Also keep in mind that design elements around the pool — like raised spas, waterfall walls or raised bond beams — often require the safety cover to be secured directly to the feature. To do this, installers need to drill directly into the feature's wall and use a cable-fastening system, which can sometimes be a challenge and take additional time.
Always plan accordingly based on the presence of these types of features.
No professional wants to install more anchors into a feature than necessary, but there should be enough to ensure the cable pulls the cover up flush and tight. A common mistake is not using enough eyebolts (cable anchors), especially around features with a radius. For this anchoring method, cables are threaded through the eyebolts and pulled tight to secure the cover against the feature.
If too few fasteners are used, the cover will bunch up around the feature and cause puckers and gaps where debris can enter. In worst-case scenarios, the safety of the cover may be compromised.
Drilling into vertical wall features can be another installation challenge. In most cases, if it is a straight vertical wall, there is no need to use a cable anchoring system, as clips underneath the cover can be fastened directly into eyebolts on the wall.
When the feature is only 1 1/2-to-2-feet tall, you can oftentimes hang the cover over the wall. If the feature is taller or harder to access, however, installers might find themselves entering the pool in waders, using battery drills to install anchor points. Installers sometimes even find themselves in small inflatable boats drilling around coves and grottos.
Experienced installers know covers can be whipped by the wind throughout winter. Even minor, regular rubbing against decorative rockwork, bullnose coping or other pool features can cause a safety cover to tear or fail prematurely in the spot where abrasion takes place.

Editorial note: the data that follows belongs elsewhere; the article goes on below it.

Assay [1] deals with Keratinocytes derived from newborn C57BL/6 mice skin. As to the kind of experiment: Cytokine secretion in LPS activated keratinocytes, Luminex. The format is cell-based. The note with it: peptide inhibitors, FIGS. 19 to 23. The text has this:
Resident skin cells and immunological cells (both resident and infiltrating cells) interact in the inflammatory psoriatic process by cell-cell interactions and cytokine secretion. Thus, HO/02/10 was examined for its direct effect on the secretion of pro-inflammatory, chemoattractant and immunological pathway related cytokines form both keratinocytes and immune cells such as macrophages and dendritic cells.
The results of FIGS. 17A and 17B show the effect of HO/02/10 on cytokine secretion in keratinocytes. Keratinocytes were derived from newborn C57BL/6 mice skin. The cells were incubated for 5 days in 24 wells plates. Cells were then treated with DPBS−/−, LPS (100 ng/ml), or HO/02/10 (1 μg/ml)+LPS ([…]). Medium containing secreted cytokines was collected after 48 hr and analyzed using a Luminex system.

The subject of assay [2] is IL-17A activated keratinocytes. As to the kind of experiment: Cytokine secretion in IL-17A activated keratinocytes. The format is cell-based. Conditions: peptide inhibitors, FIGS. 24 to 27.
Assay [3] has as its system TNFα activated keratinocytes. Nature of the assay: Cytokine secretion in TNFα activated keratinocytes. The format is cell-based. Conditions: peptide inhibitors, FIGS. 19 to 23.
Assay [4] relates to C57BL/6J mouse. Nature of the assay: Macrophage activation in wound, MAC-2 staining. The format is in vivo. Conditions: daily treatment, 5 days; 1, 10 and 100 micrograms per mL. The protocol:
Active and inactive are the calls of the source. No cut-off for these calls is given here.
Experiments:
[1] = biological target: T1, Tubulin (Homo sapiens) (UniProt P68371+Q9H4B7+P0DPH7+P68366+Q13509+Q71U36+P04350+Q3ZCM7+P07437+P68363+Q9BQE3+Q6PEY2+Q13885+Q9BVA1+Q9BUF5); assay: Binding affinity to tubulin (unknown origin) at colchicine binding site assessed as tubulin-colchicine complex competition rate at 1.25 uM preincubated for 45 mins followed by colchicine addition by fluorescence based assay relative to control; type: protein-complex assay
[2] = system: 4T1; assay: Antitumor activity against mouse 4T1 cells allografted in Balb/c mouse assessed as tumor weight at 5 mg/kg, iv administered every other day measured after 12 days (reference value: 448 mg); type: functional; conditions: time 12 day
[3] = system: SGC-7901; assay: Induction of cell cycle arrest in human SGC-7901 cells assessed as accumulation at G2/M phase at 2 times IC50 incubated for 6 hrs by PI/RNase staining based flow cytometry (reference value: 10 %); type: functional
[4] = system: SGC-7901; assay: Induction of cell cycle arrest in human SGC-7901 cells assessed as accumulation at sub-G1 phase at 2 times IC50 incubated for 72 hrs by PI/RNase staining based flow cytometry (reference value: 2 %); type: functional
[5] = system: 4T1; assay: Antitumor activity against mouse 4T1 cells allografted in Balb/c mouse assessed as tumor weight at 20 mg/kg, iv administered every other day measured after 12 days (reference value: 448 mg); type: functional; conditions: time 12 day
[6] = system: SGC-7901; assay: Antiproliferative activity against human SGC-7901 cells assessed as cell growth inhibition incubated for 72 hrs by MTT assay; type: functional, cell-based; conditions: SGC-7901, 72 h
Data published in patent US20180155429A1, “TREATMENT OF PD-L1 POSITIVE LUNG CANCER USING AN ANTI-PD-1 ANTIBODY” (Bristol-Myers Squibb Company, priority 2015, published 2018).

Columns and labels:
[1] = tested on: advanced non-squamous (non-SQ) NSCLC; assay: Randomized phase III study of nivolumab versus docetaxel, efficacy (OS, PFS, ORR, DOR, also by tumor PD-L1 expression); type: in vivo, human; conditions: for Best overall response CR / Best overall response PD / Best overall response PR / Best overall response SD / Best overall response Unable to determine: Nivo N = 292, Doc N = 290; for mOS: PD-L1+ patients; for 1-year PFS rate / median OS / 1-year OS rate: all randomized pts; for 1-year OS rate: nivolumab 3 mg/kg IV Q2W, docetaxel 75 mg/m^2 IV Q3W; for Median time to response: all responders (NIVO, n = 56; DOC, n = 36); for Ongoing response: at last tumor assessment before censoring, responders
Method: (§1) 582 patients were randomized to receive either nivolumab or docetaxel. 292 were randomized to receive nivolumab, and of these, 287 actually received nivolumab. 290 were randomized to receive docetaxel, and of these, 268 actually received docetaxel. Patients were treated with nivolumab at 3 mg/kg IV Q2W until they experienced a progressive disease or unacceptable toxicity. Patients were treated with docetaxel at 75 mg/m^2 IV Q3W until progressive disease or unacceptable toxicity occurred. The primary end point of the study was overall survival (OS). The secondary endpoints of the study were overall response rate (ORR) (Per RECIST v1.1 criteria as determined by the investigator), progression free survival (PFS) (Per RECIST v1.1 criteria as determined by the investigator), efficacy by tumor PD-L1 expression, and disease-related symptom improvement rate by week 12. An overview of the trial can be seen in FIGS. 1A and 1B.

Installers will sometimes use long pieces of carpet (or similar padding) in these rough areas to protect the cover from abrasion. Manufacturers offer clip-on padding — rubber pieces that clip directly to the cover and can be placed directly over the rough area of concern — to ensure the cover lasts for many seasons.
This is one of the biggest challenges winter cover installers face. With backyards getting smaller, installers are confronted with narrow decks that are 12-to-15 feet wide or less. To compensate, D-rings can be installed on the cover straps on the deck's narrow side; however, this makes placement even more critical, as the regular compression safety cover springs on the opposite side of the pool are forced to ensure a tight fit.
There is also a new patent-pending process called "spring over cover," which involves having the anchor sit just 2-inches away on the deck but uses a D ring along the top of the cover. This process is ASTM approved so the cover remains as safe as possible. This is an excellent new option for installers working with short decks around pools.
It is important that the cover's fastening springs are neither fully-compressed or under-compressed. If pulled too tight, the springs are not able to expand and contract with the elements, such as additional weight from snow loads and ice. If they are not tight enough, however, safety can be compromised, as it may allow children or pets to get under the cover.
Following these simple measures — and of course all manufacturer instructions to a tee — will ensure a smoother cover installation, easier removal of the cover when the weather warms up again and a pool in better condition when it comes time to get the water ready for swimming. On the other hand, cut corners on cover installation and you may find that when it's time to pull the cover off the pool, nature has had its way with both and left an unpleasant surprise or two behind.
* Tips courtesy of Gary Tripp, president of Tripp Construction, Raymore, Mo.; and Eric Gohn, vice president of sales, Fox Pool Corporation, York, Pa.